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Among primates that form multilevel societies, understanding factors and mechanisms associated with the movement of individuals between groups, clans, and one-male social units offers important insight into primate reproductive and social strategies. In this research we present data based on an 8-year field study of a multilevel troop of Sichuan snub-nosed(More)
This article reports the first genetic study of the mating system of the Sichuan snub-nosed monkey (Rhinopithecus roxellana), an endemic and endangered species in China. The investigation was carried out in a population (WRT) in the Qinling Mountains using data from both field observation and paternity analysis through microsatellite DNA profiling. During a(More)
Multilevel societies (MLS), in which polygynous reproductive units are nested in a larger social matrix, represent a highly complex social system documented only in a small number of mammalian species. Using long-term behavioural data, satellite telemetry and social network analysis, we present a new framework for understanding the function and social(More)
Different mating systems in group-living animals have characteristic behavioral correlates that are primarily related to mate competition. Mate competition may push individuals to selectively make dispersal decisions for the purpose of maximizing of opportunities for reproduction. The Sichuan snub-nosed monkey (Rhinopithecus roxellana) is a polygynous(More)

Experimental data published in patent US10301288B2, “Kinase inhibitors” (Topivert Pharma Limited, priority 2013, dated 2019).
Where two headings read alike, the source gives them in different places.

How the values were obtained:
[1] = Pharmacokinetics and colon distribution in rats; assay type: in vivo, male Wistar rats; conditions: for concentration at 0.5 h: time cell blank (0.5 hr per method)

Sexual interference (SI), which is defined as any disturbance directed to a mating pair by other individuals, has been reported in several primate species. It is widely suggested that successful harassers experience improved mating success by increasing their access to reproductive partners as well as by reducing the mating success of rivals. Although(More)
We describe the development of social play behavior and assess factors influencing the development of play in infant Sichuan snub-nosed monkeys (Rhinopithecus roxellana). Infant snub-nosed monkeys began to exhibit social play at 3 months of age, when they spent an average 0.89% of time engaging in this behavior (range: 0.7-1.12%). At 6 months of age, there(More)
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